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Religion, Politics and World Events They make great dinner conversation, don't you think? plus Political Film

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Old 11-30-05, 09:21 AM   #1
Red Dog
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Hold on to your hats, they're arguing about abortion at the Supreme Court today!

Ayotte v. Planned Parenthood of Northern New England

Quote:
Supreme Court Hears First Abortion Case in 5 Years
At Issue: N.H. Law Requiring Parental Notification for Underage Women Seeking Abortions

By Fred Barbash
Washington Post Staff Writer
Wednesday, November 30, 2005; 9:57 AM

The Supreme Court today takes up its first abortion-related case in five years, testing not only the restrictive law in question but the tilt of a court undergoing its most extensive change in decades.

At issue during oral arguments set for 11 a.m. is a New Hampshire law requiring parental notification for underage women seeking abortions, with no exception made when the woman's health is at stake, unless she is certifiably confronting death.

Also at stake in the case of Ayotte v. Planned Parenthood of Northern New England et al is the broader issue of the power of the federal courts to declare abortion laws unconstitutional on their face, as opposed to waiting until a specific woman seeking the procedure works her way through the courts. That question is critical, because in abortion cases, the woman can only wait so long.

In the Ayotte case, more than any other in recent memory, attention will be focused on court personnel.

Courtroom observers will scrutinize every word uttered by Chief Justice John G. Roberts Jr., and no doubt every change in his facial expression in search of clues to views he declined to provide during his confirmation hearings in September. Roberts replaced the late Chief Justice William H. Rehnquist.

While Justice Sandra Day O'Connor is expected to be on the bench today, her participation in the ultimate decision is uncertain. O'Connor, who is retiring, will most likely not be on the court in late Spring when an opinion is issued, if it is, indeed, issued rather than postponed for reargument in the presence of her replacement.

Confirmation hearings for her designated replacement, Samuel A. Alito, are scheduled to begin Jan. 9, with abortion, as always, front and center in the questioning.

Specifically, Democrats will be asking Judge Alito about a 1985 memo he wrote while seeking a Justice Department position in the Reagan administration stating that the Constitution does not guarantee a right to abortion in addition to his dissent in a major abortion case, Planned Parenthood v. Casey before the 3d U.S. Circuit Court of Appeals, on which he sits.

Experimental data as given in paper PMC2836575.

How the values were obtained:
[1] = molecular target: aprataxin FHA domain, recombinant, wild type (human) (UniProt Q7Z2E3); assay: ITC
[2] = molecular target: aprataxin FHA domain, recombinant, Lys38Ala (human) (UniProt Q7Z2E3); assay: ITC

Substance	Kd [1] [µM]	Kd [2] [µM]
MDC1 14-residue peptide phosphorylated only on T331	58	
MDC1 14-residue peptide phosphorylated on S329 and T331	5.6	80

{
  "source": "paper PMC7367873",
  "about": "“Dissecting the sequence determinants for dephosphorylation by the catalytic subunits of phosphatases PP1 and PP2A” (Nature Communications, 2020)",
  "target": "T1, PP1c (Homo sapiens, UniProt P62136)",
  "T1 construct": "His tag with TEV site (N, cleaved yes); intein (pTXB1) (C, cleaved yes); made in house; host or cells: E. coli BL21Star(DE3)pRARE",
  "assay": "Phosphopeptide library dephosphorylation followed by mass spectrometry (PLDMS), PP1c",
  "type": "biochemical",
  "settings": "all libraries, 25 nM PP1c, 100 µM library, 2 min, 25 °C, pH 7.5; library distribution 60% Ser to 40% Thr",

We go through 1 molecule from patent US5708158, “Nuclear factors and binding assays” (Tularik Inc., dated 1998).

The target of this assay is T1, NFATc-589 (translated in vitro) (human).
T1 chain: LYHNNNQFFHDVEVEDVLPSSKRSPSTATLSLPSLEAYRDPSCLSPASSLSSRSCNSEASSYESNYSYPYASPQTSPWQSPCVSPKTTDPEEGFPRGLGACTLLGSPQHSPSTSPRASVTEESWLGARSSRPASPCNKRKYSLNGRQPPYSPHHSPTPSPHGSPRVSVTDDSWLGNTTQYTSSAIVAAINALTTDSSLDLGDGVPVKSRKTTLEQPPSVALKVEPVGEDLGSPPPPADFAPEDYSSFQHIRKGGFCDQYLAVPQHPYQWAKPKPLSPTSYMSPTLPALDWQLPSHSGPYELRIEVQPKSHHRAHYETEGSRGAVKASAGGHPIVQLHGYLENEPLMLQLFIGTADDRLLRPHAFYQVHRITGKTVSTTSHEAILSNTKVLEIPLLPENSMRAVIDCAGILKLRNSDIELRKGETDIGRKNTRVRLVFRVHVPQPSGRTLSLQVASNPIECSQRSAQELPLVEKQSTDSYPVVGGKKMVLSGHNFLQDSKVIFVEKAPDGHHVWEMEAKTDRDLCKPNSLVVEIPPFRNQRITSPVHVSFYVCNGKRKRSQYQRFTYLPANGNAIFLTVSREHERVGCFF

The right to abortion is not at issue in today's case.

Having failed over the years to overturn Roe v. Wade , the 1973 Supreme Court decision legalizing abortion, opponents of abortion have succeeded in getting most state legislatures to put various obstacles in the way of women seeking to terminate their pregnancy. The Supreme Court has upheld some of these restrictions and struck down others.

Among those it has struck down are restrictions that do not provide an exception when the health of the woman may be at stake.

In the Ayotte case, the state of New Hampshire argued unsuccessfully in the appeals court that the health of the mother is adequately protected by a provision that allows a judge to bypass the parental notification provision if he concludes that "the pregnant minor is mature and capable of giving informed consent" or that the "pregnant minor's best interests would be served by waiving the notification requirement."

Planned Parenthood, in its challenge to the law, argues that the judicial bypass is not adequate. "In an emergency," it said in its brief to the court, "a woman needs to go to the hospital not a courthouse."

Planned Parenthood also takes issue with New Hampshire's position that courts should wait for an actual woman seeking an abortion before it considers the constitutionality of abortion laws.

"The state argues that this court should grant no relief at all" when a law is challenged, the organization said in its brief, and "instead should wait until presented with a 'concrete case' of a teen in the midst of a medical crisis. But by that point, it is too late to prevent the harm and, thus, to remedy the violation."

Kelly A. Ayotte, New Hampshire's attorney general, will argue the case for the state.

Jennifer Dalven of the ACLU will argue for Planned Parenthood.

In a rare departure from tradition, the Supreme Court will release an audio version of the arguments after they are complete. The court does not permit simultaneous broadcast either by television or radio.

Solicitor General Paul Clement will argue for the Bush Administration as a friend of the court in support of New Hampshire.


My position is clear - the state should be able to legislate in this area.

Now when it comes to precedent, based on Stenberg, I'm not sure how the NH law can be upheld.
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Old 11-30-05, 09:26 AM   #2
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CSPAN just mentioned they will have the "same day audio release" of the arguments. This means you should be able to hit their website this afternoon and listen in to what happened.
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Old 11-30-05, 09:43 AM   #3
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The other wrinkle is the Alito nomination. Assuming he is confirmed, that would likey take place before a decision in this case is handed down. It could mean that they might have to come back and do this all over again. Swapping Alito for O'Connor would likely turn the Stenberg majority into a minority.
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Old 11-30-05, 09:48 AM   #4
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70% of the American people favor parental notification.